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Recent Delaware Corporate Law Updates

June 12, 2014

ATP Tour, Inc. v. Deutscher Tennis Bund:  The Delaware Supreme Court Upholds the Facial Validity of a Fee-Shifting Provision in the Bylaws of a Delaware Nonstock Corporation
In ATP Tour, Inc. v. Deutscher Tennis Bund, No. 534, 2013, 2014 WL 1847446 (Del. May 8, 2014), the Delaware Supreme Court, by Justice Berger, in responding to certified questions of law from the United States District Court for the District of Delaware (the “District Court”), held that a provision of a Delaware nonstock corporation’s bylaws that shifted litigation expenses to the losing party in intra-corporate litigation was facially valid under Delaware law and may be enforced if the provision was adopted through appropriate corporate procedures and for a proper corporate purpose.
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Hamilton Partners, L.P. v. Highland Capital Management, L.P.:  Court of Chancery Considers a 48% Stockholder and Majority Debt Holder a Controlling Stockholder and Declines to Dismiss Class Action Challenging Going-Private Transaction
In Hamilton Partners, L.P. v. Highland Capital Management, L.P., C.A. No. 6547-VCN, 2014 WL 1813340 (Del. Ch. May 7, 2014), the Court of Chancery, by Vice Chancellor Noble, in connection with a challenge to a going-private transaction whereby American HomePatient, Inc. (“AHP”) was acquired by an affiliate of one of its stockholders, Highland Capital Management, L.P. (“Highland”), refused to dismiss breach of fiduciary duty claims against Highland.  The Court held that, for purposes of defendants’ motion to dismiss, plaintiff alleged facts sufficient to support an inference that Highland, which owned 48% of AHP’s stock and 82% of AHP’s debt, was the controlling stockholder of AHP and that the merger was not entirely fair.
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Houseman v. Sagerman:  Court of Chancery Concludes that Failure to Obtain a Fairness Opinion Does Not Necessarily Constitute Bad Faith     
In Houseman v. Sagerman, C.A. No. 8897-VCG, 2014 WL 1600724 (Del. Ch. Apr. 16, 2014), the Court of Chancery, by Vice Chancellor Glasscock, in addressing defendants’ motion to dismiss claims related to the 2011 acquisition of Universata, Inc. (“Universata”) by HealthPort Technologies, LLC (“HealthPort”), held that the failure to obtain a fairness opinion in connection with the acquisition did not rise to the level of bad faith on the part of the board of directors of Universata (the “Board”) and did not support an aiding and abetting claim against the Board’s financial advisor.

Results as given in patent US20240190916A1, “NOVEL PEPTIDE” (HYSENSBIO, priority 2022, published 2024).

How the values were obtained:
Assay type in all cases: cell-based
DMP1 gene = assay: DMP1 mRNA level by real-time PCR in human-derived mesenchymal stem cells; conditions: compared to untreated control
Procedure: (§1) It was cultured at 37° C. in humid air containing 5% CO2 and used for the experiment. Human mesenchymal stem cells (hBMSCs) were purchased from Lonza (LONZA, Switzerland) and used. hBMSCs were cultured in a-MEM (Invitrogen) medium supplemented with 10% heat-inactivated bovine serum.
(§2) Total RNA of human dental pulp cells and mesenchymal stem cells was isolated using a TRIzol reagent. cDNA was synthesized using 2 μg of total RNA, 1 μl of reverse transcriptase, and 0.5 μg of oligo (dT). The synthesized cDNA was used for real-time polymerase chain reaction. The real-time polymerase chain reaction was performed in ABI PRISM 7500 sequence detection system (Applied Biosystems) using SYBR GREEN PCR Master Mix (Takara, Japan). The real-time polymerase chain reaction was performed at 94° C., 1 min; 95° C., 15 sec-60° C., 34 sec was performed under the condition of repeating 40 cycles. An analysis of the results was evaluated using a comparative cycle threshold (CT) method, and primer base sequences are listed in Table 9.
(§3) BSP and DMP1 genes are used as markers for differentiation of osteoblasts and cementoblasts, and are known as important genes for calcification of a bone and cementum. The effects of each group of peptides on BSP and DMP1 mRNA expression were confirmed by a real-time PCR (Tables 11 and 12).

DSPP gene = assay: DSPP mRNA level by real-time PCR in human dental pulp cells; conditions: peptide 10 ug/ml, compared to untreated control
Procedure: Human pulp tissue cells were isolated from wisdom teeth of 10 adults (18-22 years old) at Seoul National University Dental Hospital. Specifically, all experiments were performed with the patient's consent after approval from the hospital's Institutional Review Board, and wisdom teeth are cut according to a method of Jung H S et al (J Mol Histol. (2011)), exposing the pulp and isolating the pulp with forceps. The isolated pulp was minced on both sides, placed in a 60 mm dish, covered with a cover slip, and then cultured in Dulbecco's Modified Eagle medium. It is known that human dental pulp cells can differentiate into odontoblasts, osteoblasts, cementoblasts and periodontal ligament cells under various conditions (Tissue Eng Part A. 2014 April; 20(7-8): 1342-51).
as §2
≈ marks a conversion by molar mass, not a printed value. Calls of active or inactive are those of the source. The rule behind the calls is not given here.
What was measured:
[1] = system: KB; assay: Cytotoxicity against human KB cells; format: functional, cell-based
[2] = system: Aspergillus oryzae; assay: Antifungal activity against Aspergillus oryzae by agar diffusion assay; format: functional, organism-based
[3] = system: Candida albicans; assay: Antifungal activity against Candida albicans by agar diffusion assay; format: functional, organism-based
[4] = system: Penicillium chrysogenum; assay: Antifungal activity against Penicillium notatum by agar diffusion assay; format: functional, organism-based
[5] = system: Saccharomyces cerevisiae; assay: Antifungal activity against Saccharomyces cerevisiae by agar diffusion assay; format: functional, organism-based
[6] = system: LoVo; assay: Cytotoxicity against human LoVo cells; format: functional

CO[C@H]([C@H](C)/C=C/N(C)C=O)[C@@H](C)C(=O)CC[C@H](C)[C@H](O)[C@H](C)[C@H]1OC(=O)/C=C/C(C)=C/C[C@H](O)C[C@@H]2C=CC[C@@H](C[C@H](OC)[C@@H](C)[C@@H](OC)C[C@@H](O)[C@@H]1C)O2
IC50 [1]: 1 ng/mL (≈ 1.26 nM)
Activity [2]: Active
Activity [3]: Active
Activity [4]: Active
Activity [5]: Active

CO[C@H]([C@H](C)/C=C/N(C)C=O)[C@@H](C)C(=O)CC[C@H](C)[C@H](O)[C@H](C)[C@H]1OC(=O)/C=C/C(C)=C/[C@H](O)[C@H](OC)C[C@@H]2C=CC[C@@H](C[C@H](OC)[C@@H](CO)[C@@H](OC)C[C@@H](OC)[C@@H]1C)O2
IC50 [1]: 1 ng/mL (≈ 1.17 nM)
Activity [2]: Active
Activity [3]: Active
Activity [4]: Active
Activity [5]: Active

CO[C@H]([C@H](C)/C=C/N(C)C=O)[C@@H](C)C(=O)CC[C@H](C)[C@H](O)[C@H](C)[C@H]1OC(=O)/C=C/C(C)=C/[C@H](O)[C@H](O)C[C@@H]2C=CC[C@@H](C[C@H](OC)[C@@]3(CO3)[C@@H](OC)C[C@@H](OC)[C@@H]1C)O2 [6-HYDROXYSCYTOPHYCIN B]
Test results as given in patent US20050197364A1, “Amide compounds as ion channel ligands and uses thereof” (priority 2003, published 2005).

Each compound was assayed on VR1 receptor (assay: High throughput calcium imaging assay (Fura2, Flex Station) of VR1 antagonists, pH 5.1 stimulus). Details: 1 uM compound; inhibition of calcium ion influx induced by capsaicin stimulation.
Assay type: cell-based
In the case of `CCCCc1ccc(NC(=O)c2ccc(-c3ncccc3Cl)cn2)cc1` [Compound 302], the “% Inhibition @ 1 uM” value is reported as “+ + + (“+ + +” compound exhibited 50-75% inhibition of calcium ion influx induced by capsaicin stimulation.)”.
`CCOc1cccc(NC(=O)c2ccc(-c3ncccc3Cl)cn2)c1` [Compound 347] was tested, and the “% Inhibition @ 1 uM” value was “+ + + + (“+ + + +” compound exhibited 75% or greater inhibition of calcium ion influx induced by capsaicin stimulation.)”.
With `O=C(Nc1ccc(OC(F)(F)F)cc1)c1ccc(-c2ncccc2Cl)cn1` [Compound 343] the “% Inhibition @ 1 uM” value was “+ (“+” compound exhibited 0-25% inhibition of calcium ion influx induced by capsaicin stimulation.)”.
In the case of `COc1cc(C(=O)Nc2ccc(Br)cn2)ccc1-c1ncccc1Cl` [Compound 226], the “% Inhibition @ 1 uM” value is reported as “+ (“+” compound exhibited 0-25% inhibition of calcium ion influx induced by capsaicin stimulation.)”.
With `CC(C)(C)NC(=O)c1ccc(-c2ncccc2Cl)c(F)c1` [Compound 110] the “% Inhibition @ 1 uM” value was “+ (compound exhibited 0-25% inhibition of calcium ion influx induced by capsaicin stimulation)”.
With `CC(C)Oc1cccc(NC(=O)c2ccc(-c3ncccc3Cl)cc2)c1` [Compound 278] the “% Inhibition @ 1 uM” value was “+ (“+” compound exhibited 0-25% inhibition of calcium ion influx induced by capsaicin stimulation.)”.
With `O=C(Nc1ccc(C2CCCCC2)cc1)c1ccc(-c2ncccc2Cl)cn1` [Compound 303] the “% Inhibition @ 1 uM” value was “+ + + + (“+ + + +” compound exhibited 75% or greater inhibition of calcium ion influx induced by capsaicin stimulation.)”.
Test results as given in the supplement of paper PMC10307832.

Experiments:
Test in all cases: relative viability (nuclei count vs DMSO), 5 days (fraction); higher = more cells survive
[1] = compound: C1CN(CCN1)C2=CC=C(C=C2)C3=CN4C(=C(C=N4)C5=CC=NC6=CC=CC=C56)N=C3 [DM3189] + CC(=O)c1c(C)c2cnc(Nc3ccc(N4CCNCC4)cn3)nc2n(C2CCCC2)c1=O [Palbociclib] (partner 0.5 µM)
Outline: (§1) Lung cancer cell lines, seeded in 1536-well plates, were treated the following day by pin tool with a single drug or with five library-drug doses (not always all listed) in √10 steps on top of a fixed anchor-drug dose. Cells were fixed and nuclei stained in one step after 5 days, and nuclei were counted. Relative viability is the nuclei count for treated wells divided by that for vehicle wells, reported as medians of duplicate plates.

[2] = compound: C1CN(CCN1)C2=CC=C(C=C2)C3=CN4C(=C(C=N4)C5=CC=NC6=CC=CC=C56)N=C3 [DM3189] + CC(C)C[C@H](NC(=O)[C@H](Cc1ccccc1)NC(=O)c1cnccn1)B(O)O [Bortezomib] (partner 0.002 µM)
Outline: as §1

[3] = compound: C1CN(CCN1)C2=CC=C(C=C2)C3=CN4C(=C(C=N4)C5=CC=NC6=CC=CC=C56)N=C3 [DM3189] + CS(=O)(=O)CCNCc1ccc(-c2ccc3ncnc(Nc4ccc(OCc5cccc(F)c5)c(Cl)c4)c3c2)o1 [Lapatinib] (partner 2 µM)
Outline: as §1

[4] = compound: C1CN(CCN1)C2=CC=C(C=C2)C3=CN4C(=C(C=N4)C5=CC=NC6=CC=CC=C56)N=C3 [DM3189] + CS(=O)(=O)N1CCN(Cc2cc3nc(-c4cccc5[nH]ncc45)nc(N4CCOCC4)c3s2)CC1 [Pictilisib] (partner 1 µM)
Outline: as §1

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Chen v. Howard-Anderson:  Court of Chancery Distinguishes Lyondell and Explains Application of Exculpatory Provisions in Change of Control Cases
In Chen v. Howard-Anderson, C.A. No. 5878-VCL, 87 A.3d 648 (Del. Ch. 2014), the Court of Chancery, by Vice Chancellor Laster, ruling on a motion for summary judgment, held that, in a change of control case where the standard of review is enhanced scrutiny, directors and officers could be found liable for acting in bad faith (and thus breach their fiduciary duty of loyalty) if plaintiffs cite evidence sufficient to support an inference that the directors and officers acted unreasonably in conducting the sale process and allowed interests other than the pursuit of obtaining the best price reasonably available to influence their actions.  In so holding, the Court distinguished the Delaware Supreme Court’s decision in Lyondell Chemical Co. v. Ryan, 970 A.2d 235 (Del. 2009).
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In re Orchard Enterprises:  Court of Chancery Distinguishes MFW and Holds That Defendants Will Bear Burden of Proving at Trial the Entire Fairness of a Squeeze-Out Merger Negotiated by a Special Committee and Approved by a Majority of the Minority Stockholders
In In re Orchard Enterprises, Inc., Consol. C.A. No. 7840-VCL, 2014 WL 811579 (Del. Ch. Feb. 28, 2014), the Court of Chancery, by Vice Chancellor Laster, on cross motions for summary judgment, held, among other things, that the entire fairness standard of review will apply at trial to fiduciary duty claims challenging a squeeze-out merger, with the burden of persuasion on the defendants, notwithstanding that the merger was negotiated by a special committee and approved by a majority of the minority stockholders.
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In re Answers:  Court of Chancery Reaffirms Latitude Granted to a Board with a Majority of Independent and Disinterested Directors in Conducting a Sales Process
In In re Answers Corporation Shareholders Litigation, C.A. No. 6170-VCN, 2014 WL 463163 (Del. Ch. Feb. 3, 2014), the Court of Chancery, by Vice Chancellor Noble, granted summary judgment in favor of defendants in an action brought by stockholder plaintiffs challenging the merger by which Answers Corporation (“Answers”) was acquired by AFCV Holdings, LLC (“AFCV”), a portfolio company of private equity firm Summit Partners, L.P. (together with AFCV, the “Buyout Group”), for $10.50 per share (the “Merger”).  In so ruling, the Court found that there was no evidence that the board of directors of Answers (the “Board”), which was made up of a majority of independent and disinterested directors, acted in bad faith or was controlled by the alleged conflicted directors on the Board, and thus reaffirmed the Court’s deference to boards composed of a majority of independent and disinterested directors in conducting a sales process. 
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